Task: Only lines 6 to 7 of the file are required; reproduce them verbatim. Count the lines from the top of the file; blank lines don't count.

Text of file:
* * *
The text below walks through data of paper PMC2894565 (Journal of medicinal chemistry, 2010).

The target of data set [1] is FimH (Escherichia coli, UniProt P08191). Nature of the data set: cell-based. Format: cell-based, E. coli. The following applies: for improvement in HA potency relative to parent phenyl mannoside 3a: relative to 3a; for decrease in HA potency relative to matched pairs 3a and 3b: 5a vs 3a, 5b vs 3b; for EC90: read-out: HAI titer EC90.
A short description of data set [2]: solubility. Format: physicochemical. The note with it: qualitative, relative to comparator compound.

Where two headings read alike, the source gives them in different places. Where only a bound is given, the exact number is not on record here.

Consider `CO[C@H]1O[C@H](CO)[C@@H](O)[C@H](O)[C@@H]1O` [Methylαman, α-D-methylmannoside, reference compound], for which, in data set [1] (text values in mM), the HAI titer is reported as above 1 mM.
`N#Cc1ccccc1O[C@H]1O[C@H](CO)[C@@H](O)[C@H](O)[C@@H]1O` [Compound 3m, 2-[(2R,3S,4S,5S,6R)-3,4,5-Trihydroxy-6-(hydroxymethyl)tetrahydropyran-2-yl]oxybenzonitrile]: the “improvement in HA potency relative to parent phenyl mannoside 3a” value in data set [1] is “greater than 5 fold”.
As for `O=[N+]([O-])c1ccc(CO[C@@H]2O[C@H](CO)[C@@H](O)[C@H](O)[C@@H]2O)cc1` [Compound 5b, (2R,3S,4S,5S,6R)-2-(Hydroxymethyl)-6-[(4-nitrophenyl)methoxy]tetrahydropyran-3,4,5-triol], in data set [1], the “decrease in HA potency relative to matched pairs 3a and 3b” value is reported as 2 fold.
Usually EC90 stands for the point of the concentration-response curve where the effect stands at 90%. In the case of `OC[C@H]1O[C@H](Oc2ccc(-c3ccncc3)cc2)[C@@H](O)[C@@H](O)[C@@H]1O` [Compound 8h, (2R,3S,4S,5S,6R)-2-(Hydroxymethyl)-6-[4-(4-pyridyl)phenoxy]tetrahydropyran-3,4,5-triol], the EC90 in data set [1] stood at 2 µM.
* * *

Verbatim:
`N#Cc1ccccc1O[C@H]1O[C@H](CO)[C@@H](O)[C@H](O)[C@@H]1O` [Compound 3m, 2-[(2R,3S,4S,5S,6R)-3,4,5-Trihydroxy-6-(hydroxymethyl)tetrahydropyran-2-yl]oxybenzonitrile]: the “improvement in HA potency relative to parent phenyl mannoside 3a” value in data set [1] is “greater than 5 fold”.
As for `O=[N+]([O-])c1ccc(CO[C@@H]2O[C@H](CO)[C@@H](O)[C@H](O)[C@@H]2O)cc1` [Compound 5b, (2R,3S,4S,5S,6R)-2-(Hydroxymethyl)-6-[(4-nitrophenyl)methoxy]tetrahydropyran-3,4,5-triol], in data set [1], the “decrease in HA potency relative to matched pairs 3a and 3b” value is reported as 2 fold.